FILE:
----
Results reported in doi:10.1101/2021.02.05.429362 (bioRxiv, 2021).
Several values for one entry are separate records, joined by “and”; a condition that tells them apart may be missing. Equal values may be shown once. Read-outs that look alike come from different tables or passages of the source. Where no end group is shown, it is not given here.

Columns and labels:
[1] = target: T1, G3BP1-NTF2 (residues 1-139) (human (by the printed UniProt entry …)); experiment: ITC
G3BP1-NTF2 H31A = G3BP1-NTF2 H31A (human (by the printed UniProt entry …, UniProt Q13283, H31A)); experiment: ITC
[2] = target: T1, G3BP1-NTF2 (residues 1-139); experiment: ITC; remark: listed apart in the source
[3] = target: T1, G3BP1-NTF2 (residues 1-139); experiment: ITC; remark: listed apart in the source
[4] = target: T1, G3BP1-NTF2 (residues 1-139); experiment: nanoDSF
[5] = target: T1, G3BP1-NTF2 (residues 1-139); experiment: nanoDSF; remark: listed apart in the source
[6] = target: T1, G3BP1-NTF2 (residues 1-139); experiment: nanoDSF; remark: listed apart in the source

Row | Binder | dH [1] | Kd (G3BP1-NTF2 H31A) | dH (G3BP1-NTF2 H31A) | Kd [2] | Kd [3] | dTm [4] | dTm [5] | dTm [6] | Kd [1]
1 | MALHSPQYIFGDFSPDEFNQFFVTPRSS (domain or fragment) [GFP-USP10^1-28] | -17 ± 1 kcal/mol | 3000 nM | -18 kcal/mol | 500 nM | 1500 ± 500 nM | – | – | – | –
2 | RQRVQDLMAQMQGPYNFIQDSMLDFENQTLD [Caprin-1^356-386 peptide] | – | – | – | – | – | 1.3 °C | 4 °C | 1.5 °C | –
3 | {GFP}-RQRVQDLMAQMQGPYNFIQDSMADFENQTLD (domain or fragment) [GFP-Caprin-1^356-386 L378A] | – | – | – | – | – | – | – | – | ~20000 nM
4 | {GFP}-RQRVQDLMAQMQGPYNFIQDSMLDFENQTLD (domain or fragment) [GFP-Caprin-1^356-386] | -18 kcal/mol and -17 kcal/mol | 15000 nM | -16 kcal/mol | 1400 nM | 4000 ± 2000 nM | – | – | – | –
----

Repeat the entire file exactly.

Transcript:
Results reported in doi:10.1101/2021.02.05.429362 (bioRxiv, 2021).
Several values for one entry are separate records, joined by “and”; a condition that tells them apart may be missing. Equal values may be shown once. Read-outs that look alike come from different tables or passages of the source. Where no end group is shown, it is not given here.

Columns and labels:
[1] = target: T1, G3BP1-NTF2 (residues 1-139) (human (by the printed UniProt entry …)); experiment: ITC
G3BP1-NTF2 H31A = G3BP1-NTF2 H31A (human (by the printed UniProt entry …, UniProt Q13283, H31A)); experiment: ITC
[2] = target: T1, G3BP1-NTF2 (residues 1-139); experiment: ITC; remark: listed apart in the source
[3] = target: T1, G3BP1-NTF2 (residues 1-139); experiment: ITC; remark: listed apart in the source
[4] = target: T1, G3BP1-NTF2 (residues 1-139); experiment: nanoDSF
[5] = target: T1, G3BP1-NTF2 (residues 1-139); experiment: nanoDSF; remark: listed apart in the source
[6] = target: T1, G3BP1-NTF2 (residues 1-139); experiment: nanoDSF; remark: listed apart in the source

Row | Binder | dH [1] | Kd (G3BP1-NTF2 H31A) | dH (G3BP1-NTF2 H31A) | Kd [2] | Kd [3] | dTm [4] | dTm [5] | dTm [6] | Kd [1]
1 | MALHSPQYIFGDFSPDEFNQFFVTPRSS (domain or fragment) [GFP-USP10^1-28] | -17 ± 1 kcal/mol | 3000 nM | -18 kcal/mol | 500 nM | 1500 ± 500 nM | – | – | – | –
2 | RQRVQDLMAQMQGPYNFIQDSMLDFENQTLD [Caprin-1^356-386 peptide] | – | – | – | – | – | 1.3 °C | 4 °C | 1.5 °C | –
3 | {GFP}-RQRVQDLMAQMQGPYNFIQDSMADFENQTLD (domain or fragment) [GFP-Caprin-1^356-386 L378A] | – | – | – | – | – | – | – | – | ~20000 nM
4 | {GFP}-RQRVQDLMAQMQGPYNFIQDSMLDFENQTLD (domain or fragment) [GFP-Caprin-1^356-386] | -18 kcal/mol and -17 kcal/mol | 15000 nM | -16 kcal/mol | 1400 nM | 4000 ± 2000 nM | – | – | – | –